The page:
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Finding the Best Fare

Buying airline tickets online has become second nature for many travelers, but the process can be intimidating for a first-time user. There are scores of sites that promise to find the lowest price for you, and it can be hard to sort through all the options. A good place to begin is our Best Fares page. Below we have outlined some simple steps that will have you flying for less on your next trip.

To begin, it is a good idea to monitor fares periodically to get a good idea of the average selling price. Try searching for fares on routes you regularly travel even when you are not planning a trip. Some newspapers list the lowest published fares in their weekly travel sections. Check our Travel Sections page for more information.

When you need to buy a plane ticket, start at one of the major travel sites like Travelocity or Expedia. These sites allow you to search for flights on specific dates and times, or if your travel dates are flexible, they will show you the best prices for a range of dates. You can also specify the maximum number of connections you want to make, which airlines you prefer and which service class you would like. Of course, the more specific you are, the higher your price is likely to be. These sites are also a good tool for monitoring fares, as mentioned above. Registration is free.

Relatively new, meta search sites such as and Mobissimo gather all deals from airlines and other online ticket sellers and compare them to show you the best deal available.

If you're flexible, consider booking your fare at the last minute, when airlines often slash prices attempting to sell empty seats. You can find these deals on sites like and Best If you would prefer to plan ahead of time, check out other deal sites like Travel Zoo and Cheap Tickets. If you belong to a frequent-flyer program and want to stick with a particular airline, check the special deals section of that airline's site. All of these options and more are available from our Best Fares page.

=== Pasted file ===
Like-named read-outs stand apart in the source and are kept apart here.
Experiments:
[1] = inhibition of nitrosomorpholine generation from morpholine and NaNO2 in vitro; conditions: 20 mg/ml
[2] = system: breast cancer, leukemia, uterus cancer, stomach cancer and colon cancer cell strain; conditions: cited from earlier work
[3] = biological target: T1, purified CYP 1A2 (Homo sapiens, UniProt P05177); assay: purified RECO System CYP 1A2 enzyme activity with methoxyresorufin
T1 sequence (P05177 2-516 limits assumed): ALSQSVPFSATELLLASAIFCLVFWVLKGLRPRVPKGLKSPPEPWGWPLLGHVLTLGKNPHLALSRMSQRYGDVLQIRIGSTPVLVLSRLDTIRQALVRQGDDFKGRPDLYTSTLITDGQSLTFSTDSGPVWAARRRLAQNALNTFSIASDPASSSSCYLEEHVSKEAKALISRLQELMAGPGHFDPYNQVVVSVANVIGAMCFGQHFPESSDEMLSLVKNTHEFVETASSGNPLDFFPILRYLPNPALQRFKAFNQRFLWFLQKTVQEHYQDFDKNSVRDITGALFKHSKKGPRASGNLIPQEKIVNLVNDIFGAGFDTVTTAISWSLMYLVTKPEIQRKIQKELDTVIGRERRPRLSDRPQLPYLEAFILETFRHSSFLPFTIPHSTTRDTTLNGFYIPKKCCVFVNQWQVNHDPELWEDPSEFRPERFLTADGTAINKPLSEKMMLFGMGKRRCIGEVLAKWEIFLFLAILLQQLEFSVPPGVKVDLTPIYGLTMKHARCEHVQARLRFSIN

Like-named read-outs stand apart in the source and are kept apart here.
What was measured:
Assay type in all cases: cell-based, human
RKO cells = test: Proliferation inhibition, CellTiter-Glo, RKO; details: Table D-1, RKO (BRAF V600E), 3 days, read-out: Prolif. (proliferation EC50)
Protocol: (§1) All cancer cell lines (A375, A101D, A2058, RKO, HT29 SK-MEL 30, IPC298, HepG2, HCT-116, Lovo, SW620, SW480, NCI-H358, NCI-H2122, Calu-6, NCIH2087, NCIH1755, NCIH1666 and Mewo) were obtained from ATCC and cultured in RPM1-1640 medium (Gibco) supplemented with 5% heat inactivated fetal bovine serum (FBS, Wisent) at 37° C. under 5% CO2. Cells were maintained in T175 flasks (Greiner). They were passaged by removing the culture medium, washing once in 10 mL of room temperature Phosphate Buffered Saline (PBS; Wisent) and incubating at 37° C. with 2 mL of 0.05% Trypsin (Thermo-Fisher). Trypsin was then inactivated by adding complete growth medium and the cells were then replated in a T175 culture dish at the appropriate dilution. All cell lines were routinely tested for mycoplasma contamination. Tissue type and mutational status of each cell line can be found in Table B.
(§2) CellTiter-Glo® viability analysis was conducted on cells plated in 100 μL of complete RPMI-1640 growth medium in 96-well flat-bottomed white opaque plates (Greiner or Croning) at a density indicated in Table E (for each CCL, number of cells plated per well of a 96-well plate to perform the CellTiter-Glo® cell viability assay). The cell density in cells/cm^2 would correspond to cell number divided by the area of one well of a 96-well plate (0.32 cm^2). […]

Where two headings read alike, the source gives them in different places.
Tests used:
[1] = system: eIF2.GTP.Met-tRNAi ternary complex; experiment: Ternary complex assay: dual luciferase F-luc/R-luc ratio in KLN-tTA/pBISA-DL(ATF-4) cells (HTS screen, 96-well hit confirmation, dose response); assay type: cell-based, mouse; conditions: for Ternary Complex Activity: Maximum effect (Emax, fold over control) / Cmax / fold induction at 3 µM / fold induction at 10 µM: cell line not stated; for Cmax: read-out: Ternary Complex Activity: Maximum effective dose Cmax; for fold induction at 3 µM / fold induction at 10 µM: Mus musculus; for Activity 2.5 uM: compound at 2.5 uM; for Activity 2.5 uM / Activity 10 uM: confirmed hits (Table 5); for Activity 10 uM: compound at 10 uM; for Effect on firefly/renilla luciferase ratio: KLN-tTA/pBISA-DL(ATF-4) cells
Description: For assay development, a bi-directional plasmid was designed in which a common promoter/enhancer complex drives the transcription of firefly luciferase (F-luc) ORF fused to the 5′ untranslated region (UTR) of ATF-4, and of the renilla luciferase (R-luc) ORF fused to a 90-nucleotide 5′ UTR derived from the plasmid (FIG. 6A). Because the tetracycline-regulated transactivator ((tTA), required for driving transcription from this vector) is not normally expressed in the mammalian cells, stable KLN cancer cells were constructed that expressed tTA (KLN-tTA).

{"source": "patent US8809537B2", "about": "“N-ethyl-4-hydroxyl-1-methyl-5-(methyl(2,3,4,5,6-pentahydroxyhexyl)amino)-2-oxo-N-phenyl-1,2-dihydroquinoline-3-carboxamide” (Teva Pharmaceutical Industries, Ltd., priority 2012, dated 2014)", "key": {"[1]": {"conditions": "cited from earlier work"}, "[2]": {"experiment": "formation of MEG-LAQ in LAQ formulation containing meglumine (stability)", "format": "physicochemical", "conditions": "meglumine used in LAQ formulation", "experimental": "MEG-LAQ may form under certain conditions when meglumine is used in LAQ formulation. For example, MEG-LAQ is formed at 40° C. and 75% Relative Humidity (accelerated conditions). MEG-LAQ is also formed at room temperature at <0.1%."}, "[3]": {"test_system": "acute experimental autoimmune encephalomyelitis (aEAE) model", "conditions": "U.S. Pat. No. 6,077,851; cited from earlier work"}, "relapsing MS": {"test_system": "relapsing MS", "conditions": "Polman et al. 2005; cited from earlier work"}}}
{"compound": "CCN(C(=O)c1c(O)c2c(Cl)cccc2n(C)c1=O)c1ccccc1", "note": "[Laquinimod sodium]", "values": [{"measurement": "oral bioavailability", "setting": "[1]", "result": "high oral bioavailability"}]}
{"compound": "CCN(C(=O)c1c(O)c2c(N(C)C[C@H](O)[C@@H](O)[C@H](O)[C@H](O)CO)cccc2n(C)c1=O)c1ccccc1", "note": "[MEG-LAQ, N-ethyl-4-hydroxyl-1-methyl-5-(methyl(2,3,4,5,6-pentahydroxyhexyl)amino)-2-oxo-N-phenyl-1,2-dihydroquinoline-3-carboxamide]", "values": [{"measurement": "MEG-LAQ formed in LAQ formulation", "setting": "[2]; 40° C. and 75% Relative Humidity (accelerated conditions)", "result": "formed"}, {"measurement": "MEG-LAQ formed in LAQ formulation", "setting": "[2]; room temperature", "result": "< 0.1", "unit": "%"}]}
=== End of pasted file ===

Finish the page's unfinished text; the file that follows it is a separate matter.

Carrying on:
Online auction and reverse auction sites have added another dimension to finding airfare deals. The leader in this category is Priceline, a reverse auction site. Here's how it works: you post what you're willing to pay for a ticket and guarantee your bid with a credit-card number. If Priceline finds a match for you, you're locked into buying the ticket. The obvious benefit is naming your own price, but there is little flexibility in flight times and number of connections. A similar site is Hotwire, but unlike Priceline, you have 30 minutes to decide whether to buy or not.

Just like you'd vie for an antique vase on eBay, you can now bid on plane tickets too. Register (for free) with sites like and bid for airfare and full vacation packages. In most cases, you can either monitor the bidding yourself, or enter a maximum amount and the site will increase your bid according to the other bidders. For more options, check out our Travel Auctions page.

Finally, if you are looking for an international ticket and have a very flexible schedule, consider becoming a courier. You give up your baggage allowance to transport documents for a major courier company, and you pay rock-bottom prices for the tickets. Check out the International Association of Air Travel Couriers for more information. Recent bargain fares for couriers have included trips to Europe for under $245 and to Asia for $300! Some companies require couriers to be 21 years old.

   --- S. Twetten
--- ed. A. Crawford


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